Verizon’s Employee Woes, Won’t Seem to Disappear

By: Justin DiCicco

Verizon Communications Inc., has been facing issues with its employees over the course of the past few months, and when it finally seemed that this company’s employment problems have been resolved, another one has risen.  This past April, thousands of Verizon’s employees went on strike seeking improved benefits, better working conditions, and wanted Verizon to slow down its outsourcing of jobs.[1]  While Verizon’s workers were on strike, this company had to hire replacement workers to keep its services running.  This strike lasted until May, when Verizon and union leaders representing the striking workers were able to arrange a deal that satisfied all the parties involved.[2]  What seemed like a victory for Verizon was just the end to one of its problems.

On September 1, 2016, the replacement workers which Verizon hired while its employees were on strike filed a class action lawsuit against their temporary employer.[3]  These workers claimed that Verizon violated the Fair Labor Standards Act (“FLSA”) by only paying them at their normal wage rate for the entire duration of their employment.[4]  Many of the replacement workers stated that they regularly worked between twelve to thirteen hour days for seven days a week and were on average working between eighty to ninety hours a week without getting any overtime pay.[5]  The complaint further alleged that Verizon refused to pay the replacement workers for additional duties such as attending meetings, completing paperwork, and maintaining work vehicles and equipment.[6]

Verizon responded to the complaint by stating that it did not have a legal relationship with the replacement workers and that they were independent contractors from three of its subordinate entities.[7]  Under the FLSA, employers have to pay overtime only to their employees[8] and not independent contractors.  Verizon classifying the replacement workers as “independent contractors” means that they are not legally obligated to pay a minimum of time and a half overtime wages to any of the replacement workers when they worked in excess of forty hours during their work week.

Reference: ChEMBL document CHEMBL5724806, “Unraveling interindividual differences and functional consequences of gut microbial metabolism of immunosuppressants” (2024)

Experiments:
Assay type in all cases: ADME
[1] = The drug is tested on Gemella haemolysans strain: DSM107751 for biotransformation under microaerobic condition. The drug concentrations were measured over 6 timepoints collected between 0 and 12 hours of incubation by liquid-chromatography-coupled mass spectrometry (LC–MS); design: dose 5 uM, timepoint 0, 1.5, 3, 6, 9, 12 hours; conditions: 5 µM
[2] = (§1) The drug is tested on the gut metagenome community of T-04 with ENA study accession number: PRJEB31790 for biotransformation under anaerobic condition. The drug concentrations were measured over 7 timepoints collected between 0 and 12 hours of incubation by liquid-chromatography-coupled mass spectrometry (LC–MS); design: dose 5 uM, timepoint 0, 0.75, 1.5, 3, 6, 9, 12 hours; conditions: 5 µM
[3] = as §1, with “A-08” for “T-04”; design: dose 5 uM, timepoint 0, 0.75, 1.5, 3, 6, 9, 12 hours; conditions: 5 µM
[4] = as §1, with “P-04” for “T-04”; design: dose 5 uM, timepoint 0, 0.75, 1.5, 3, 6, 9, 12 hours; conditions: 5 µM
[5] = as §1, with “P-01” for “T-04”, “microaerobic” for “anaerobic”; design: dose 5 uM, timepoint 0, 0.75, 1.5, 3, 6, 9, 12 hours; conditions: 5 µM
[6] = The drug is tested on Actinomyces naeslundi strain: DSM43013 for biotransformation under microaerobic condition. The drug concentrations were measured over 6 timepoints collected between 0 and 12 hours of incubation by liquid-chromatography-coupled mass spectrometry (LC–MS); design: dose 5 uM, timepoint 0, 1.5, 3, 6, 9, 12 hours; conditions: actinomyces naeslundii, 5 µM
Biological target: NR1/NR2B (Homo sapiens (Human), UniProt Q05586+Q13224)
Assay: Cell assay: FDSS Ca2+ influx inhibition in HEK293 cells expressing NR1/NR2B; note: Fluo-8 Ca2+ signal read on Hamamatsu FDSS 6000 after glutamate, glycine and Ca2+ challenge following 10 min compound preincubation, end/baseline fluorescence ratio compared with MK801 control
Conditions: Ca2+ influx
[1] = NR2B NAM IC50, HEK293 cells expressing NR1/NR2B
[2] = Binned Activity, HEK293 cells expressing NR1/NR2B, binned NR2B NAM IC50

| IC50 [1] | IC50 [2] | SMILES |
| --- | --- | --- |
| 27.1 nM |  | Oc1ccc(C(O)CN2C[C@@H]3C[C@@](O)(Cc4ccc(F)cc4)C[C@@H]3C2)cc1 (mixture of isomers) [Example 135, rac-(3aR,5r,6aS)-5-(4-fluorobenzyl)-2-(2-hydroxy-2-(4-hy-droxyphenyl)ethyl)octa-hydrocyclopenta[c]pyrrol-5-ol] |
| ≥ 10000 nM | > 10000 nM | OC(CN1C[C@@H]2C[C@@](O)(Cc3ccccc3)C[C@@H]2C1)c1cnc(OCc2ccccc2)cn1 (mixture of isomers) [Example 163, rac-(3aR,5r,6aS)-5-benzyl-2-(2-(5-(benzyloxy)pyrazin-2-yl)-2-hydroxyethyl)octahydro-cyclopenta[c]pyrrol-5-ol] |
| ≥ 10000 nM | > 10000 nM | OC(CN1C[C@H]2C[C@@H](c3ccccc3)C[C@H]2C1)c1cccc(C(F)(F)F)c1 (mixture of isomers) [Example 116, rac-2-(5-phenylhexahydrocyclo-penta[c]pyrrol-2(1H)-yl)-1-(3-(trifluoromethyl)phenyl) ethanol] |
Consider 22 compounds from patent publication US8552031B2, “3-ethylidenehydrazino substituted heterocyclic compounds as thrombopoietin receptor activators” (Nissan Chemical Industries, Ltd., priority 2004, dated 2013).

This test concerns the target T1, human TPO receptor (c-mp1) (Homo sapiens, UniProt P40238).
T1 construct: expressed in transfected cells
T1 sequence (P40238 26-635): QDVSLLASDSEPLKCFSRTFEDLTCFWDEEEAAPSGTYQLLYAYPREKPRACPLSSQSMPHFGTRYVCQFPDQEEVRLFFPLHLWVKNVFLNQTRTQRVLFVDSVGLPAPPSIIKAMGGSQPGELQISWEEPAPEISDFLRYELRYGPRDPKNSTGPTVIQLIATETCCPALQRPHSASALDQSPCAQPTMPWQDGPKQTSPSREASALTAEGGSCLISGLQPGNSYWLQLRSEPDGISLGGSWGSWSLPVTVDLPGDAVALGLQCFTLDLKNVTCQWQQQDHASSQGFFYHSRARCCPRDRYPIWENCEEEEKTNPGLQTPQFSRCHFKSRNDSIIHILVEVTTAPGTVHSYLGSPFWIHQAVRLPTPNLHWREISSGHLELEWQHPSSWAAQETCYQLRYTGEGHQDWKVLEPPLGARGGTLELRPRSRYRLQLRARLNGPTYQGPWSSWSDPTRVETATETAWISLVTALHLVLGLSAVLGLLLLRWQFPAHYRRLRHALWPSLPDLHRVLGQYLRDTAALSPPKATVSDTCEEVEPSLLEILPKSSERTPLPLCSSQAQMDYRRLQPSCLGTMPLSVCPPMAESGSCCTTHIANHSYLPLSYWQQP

This is not the first time Verizon has been accused of trying to withhold overtime wages from its employees[9].  Last June the company had a proposed wage and hour class action lawsuit filed against them in New York Federal Court from an employee who claimed that Verizon had wrongfully classified him and other logistic workers as supervisors to avoid paying overtime.[10]  This dispute is still ongoing.[11]

Courts have generally used two different tests when determining if a worker is an employee or an independent contractor.  The first is called the “economic reality test.”[12]  Under this test, the court focuses on whether the individual in question is in business for himself or is economically dependent on the business that he is working for.[13]  The second test that courts rely on is the “right to control test.”[14]  Under this test courts look to a number of factors to determine if an individual is an employee or an independent contractor, and they include: (1) the degree of control over the manner in which the work is to be performed; (2) the potential contractor’s opportunity for profit or loss, depending upon the amount of his investment, skills, and management; (3) who has made investment into materials and equipment; (4) if the service requires special skills; (5) the degree of permanence of the working relationship; and (6) if the worker’s service an integral part of the employer’s business.[15]

Wage rate and hour litigation has been rapidly increasing since 2000[16] and while this case or any other case still pending may never see the light of a courtroom, Verizon should tread carefully in the future when classifying workers to avoid further lawsuits.

[1] Noam Scheiber, Verizon Strike to End as Both Sides Claim Victories on Key Points, N.Y. Times, (May 30, 2016),

[2] Id.

[3] Kurt Orzeck, Verizon Replacement Workers Launch OT Pay Suit, Law360 (Sep. 2 2016, 3:45 PM),

[4] Id.

[5] Id.

[6] Id.

[7] Id.

[8] 29 U.S.C § 207 (2010).

[9] Orzeck, supra note 3.



[12] Daniel B. Abrahams et al, Employer’s Guide to the Fair Labor Standards Act, (2016).

[13] Id.

[14]  Id.

[15] Id.

[16] Lydia DePillis, Why wage and hour litigation is skyrocketing: With unions on the decline, workers have sorted out their employment disputes in the courts., Wash. Post, Nov 25, 2015,


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